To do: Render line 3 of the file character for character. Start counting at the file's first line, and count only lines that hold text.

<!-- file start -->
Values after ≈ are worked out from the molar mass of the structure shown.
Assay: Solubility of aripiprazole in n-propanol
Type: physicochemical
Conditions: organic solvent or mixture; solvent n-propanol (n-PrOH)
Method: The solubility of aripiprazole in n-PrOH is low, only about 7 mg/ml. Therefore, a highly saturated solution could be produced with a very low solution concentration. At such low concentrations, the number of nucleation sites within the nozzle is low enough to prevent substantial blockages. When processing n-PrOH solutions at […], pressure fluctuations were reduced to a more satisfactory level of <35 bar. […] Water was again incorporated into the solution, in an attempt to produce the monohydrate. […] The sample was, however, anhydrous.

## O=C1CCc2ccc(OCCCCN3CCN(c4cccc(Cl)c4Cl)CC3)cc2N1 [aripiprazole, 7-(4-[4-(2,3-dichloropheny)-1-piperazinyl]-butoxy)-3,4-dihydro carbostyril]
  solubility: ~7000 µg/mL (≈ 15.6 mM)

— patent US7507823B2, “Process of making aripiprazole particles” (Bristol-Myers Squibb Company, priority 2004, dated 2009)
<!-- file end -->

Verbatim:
Type: physicochemical